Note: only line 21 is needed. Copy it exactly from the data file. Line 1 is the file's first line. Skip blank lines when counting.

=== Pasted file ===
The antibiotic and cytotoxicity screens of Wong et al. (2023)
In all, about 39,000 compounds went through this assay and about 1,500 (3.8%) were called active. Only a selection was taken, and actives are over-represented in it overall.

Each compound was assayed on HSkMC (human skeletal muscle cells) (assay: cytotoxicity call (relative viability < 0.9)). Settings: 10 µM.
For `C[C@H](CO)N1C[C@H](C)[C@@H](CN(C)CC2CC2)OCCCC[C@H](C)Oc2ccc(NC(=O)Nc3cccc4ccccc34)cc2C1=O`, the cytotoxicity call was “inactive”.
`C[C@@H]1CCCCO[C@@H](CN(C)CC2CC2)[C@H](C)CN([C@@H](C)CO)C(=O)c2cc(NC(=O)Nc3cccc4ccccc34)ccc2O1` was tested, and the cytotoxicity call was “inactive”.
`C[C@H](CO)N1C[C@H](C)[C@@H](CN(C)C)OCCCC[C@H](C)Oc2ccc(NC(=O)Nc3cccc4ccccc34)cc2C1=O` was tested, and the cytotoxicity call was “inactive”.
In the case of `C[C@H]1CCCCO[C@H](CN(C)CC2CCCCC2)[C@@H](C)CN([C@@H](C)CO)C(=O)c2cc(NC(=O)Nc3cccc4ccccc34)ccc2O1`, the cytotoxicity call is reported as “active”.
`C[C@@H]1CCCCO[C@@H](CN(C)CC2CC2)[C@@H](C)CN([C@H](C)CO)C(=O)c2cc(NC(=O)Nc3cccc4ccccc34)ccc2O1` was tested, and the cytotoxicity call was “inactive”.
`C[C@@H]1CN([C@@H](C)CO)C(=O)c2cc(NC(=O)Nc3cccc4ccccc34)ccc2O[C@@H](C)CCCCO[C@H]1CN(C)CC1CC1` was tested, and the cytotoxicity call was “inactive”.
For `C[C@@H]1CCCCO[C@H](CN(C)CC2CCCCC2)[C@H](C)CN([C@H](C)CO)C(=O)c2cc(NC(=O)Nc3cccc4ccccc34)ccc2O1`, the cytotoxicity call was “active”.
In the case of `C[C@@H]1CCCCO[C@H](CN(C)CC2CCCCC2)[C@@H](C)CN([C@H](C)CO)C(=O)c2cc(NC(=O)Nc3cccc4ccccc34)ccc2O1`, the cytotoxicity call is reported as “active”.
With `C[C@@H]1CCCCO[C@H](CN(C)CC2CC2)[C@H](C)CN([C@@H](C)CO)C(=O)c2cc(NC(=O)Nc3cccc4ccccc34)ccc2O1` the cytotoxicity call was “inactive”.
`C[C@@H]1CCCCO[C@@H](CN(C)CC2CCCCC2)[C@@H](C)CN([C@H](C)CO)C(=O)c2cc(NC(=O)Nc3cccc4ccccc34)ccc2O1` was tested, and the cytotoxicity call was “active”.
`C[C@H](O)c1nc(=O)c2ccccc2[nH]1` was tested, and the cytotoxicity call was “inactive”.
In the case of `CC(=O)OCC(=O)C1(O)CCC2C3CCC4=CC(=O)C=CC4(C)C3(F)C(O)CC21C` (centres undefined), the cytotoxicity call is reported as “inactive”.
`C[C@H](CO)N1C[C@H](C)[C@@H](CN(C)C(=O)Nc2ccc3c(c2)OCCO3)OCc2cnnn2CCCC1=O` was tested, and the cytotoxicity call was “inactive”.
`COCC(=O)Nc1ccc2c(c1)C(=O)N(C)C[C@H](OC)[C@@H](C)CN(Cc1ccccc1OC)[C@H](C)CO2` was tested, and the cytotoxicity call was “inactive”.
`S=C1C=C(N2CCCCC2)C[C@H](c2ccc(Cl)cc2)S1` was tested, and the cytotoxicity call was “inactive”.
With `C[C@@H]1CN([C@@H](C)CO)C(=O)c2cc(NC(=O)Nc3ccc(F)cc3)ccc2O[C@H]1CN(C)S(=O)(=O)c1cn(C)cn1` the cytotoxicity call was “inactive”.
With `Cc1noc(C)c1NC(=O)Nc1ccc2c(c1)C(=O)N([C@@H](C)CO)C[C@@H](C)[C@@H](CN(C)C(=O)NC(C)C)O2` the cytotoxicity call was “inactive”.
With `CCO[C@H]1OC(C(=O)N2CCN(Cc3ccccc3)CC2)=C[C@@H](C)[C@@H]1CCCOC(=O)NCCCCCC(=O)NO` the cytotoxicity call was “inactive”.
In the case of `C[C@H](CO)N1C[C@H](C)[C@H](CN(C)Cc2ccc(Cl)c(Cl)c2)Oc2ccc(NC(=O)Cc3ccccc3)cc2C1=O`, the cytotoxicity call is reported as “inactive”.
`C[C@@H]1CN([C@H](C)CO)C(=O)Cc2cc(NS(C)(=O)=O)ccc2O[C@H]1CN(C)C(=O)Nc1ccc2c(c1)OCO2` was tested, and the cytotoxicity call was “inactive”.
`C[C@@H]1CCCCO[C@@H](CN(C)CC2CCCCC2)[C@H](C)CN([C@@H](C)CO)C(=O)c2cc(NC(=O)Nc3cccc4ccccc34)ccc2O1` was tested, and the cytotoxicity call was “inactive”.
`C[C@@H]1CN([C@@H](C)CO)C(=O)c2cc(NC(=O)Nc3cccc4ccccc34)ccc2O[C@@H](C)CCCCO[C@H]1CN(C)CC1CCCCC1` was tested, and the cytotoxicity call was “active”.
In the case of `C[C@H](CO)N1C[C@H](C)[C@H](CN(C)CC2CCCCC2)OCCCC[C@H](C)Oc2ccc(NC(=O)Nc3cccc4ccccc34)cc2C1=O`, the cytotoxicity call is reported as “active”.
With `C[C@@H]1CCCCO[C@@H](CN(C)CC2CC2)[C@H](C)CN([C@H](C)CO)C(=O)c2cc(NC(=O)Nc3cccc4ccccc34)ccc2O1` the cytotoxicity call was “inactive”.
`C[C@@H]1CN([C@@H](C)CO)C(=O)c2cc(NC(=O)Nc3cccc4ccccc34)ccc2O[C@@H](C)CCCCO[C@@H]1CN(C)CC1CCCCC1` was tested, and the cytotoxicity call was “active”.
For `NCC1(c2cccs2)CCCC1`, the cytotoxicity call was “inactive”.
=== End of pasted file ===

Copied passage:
With `CCO[C@H]1OC(C(=O)N2CCN(Cc3ccccc3)CC2)=C[C@@H](C)[C@@H]1CCCOC(=O)NCCCCCC(=O)NO` the cytotoxicity call was “inactive”.